Osteopathy

What is Osteopathy?

 

Osteopathy is a method of assessing, treating and providing relief from a wide range of health problems. Osteopaths use a combination of movement, stretching, targeted deep tissue massage and manipulation of a person’s muscles and joints to improve function, relieve pain and to aid recovery.

An Osteopath believes that the body has the natural ability to maintain itself and, by helping this process, we can promote restoration of normal function. The principle of osteopathy is that the well-being of an individual relies on the way that bones, muscles, ligaments, connective tissue and internal structures work with each other.

An osteopath will take the time to understand their patient, and their unique combination of symptoms, medical history and lifestyle. This is necessary in order to make an accurate diagnosis of the causes of the pain or lack of function and from that, to formulate a treatment plan that will achieve the best outcome.

 

Regulation and safety

 

Osteopaths are regulated by the General Osteopathic Council (GOsC). It is against the law to call yourself an osteopath unless you are qualified and registered with the GOsC. The minimum qualification for an osteopath is completion of a four or five year degree, which includes at least 1000 hours of supervised clinical practice. Many osteopaths also study for masters degrees. They must then continue to update and expand their knowledge by logging a minimum of 30 hours per year of continuing professional development. You can check whether an osteopath is registered by visiting the GOsC website.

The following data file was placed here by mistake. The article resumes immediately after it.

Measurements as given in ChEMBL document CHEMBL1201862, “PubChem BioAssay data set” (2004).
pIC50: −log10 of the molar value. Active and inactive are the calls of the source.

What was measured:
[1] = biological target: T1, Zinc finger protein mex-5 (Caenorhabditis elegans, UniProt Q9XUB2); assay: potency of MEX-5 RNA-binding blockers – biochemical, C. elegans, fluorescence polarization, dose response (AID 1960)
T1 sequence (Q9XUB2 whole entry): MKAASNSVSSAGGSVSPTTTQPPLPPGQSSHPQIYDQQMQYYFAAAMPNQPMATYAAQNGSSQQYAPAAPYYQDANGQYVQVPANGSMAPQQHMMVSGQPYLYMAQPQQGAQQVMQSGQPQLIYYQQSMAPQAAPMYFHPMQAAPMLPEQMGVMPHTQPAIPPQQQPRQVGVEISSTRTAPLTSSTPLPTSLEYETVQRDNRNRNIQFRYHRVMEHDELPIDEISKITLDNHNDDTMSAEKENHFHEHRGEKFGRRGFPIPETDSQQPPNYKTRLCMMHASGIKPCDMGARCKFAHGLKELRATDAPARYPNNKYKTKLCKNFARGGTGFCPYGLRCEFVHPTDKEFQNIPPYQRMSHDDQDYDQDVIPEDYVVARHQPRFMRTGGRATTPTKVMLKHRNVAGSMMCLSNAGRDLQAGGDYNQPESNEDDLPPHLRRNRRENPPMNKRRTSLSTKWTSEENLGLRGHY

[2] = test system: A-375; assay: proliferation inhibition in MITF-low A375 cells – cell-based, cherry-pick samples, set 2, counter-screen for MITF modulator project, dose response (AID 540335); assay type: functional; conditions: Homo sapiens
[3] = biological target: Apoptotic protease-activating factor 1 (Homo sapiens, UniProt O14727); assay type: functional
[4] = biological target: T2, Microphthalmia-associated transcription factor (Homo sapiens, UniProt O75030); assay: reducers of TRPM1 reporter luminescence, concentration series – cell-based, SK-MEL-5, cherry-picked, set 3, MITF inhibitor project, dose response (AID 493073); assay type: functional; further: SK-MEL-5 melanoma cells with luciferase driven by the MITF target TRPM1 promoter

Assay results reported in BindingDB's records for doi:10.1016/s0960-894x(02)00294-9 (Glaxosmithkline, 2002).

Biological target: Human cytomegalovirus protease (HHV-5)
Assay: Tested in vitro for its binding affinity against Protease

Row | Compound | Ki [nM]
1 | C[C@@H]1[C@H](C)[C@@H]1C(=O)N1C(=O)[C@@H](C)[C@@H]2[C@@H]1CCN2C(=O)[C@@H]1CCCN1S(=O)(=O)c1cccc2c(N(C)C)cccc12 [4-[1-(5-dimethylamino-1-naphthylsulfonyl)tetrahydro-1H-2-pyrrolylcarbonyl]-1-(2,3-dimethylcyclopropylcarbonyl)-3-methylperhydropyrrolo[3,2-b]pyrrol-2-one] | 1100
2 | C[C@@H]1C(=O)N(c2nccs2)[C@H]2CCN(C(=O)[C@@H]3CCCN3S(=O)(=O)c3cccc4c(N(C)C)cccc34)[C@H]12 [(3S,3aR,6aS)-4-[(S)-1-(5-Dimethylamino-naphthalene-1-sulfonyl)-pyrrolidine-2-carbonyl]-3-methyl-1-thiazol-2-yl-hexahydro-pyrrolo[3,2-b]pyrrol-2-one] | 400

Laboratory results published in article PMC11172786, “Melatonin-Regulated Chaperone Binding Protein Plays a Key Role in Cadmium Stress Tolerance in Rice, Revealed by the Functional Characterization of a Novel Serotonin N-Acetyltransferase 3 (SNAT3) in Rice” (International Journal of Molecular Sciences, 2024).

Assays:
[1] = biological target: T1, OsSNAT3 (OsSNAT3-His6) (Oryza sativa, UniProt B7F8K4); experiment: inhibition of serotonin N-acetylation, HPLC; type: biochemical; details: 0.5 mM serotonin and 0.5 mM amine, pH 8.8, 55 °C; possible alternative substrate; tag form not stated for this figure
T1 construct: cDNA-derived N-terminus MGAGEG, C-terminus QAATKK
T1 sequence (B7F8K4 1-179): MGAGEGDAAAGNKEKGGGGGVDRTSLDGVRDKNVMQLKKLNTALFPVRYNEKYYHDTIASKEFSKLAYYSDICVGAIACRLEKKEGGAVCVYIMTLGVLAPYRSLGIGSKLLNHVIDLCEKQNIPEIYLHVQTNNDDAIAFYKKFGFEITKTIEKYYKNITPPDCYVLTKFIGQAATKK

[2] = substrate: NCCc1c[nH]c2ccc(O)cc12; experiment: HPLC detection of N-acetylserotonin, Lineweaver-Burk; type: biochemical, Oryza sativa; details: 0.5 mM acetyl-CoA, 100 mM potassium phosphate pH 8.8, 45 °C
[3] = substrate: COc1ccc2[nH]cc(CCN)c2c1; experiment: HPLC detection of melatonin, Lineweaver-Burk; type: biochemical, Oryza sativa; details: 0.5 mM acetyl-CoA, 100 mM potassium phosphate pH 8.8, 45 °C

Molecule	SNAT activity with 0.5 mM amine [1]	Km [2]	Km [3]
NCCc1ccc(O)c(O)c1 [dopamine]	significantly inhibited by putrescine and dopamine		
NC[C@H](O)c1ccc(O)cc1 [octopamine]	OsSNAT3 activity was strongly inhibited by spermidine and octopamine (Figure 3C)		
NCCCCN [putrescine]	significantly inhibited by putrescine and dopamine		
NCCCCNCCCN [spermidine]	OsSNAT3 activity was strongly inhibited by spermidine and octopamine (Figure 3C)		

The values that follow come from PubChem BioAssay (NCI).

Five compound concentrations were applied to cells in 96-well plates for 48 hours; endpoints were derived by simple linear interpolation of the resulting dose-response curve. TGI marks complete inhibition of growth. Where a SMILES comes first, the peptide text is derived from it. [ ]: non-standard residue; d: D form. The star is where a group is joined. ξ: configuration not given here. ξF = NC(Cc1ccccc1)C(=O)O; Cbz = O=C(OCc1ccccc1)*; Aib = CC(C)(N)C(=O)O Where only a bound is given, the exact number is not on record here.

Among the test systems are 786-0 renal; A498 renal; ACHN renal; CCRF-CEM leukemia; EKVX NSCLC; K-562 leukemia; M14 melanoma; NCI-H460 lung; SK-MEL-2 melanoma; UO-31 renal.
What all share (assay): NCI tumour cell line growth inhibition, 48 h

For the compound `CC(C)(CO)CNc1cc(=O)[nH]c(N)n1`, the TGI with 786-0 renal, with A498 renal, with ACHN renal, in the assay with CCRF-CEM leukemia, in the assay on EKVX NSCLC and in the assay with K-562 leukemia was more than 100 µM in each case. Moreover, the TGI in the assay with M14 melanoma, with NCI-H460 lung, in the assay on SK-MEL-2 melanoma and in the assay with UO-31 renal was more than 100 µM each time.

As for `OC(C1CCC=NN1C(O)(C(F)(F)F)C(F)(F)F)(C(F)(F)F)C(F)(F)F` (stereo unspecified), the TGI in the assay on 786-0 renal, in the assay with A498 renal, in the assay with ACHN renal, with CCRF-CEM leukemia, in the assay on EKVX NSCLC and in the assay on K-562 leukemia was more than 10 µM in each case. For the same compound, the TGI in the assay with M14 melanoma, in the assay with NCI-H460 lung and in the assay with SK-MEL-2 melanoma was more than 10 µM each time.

Osteopathy is very safe. It is estimated that between 1 in 50,000 and 1 in 100,000 patients will suffer a reaction to osteopathic treatment that is serious enough to require further medical treatment or does not resolve within 48 hours.

 

What we treat

 

Osteopaths are commonly known for treating back pain and postural problems including changes due to pregnancy, caused by driving or work strain, the pain of arthritis and minor sports injuries.

Patients have also found osteopathy helpful for conditions such as digestive issues, circulatory problems, neuralgia and problems sleeping and for the symptoms of many others.

Osteopathic treatment is not only for sports people and can be used for the young, older people, manual workers, office professionals and children.

 

What to expect from an Osteopathic treatment

 

When you first visit us, we will spend some time taking a medical history, which will include questions about your general health and lifestyle as well as asking you about the symptoms or injuries that you are seeking help with. With your consent, we’ll then perform a physical examination which is likely to involve touching the areas of your body that are experiencing pain and asking you to move around. We may also look at test results, x-rays and scan reports if these are available.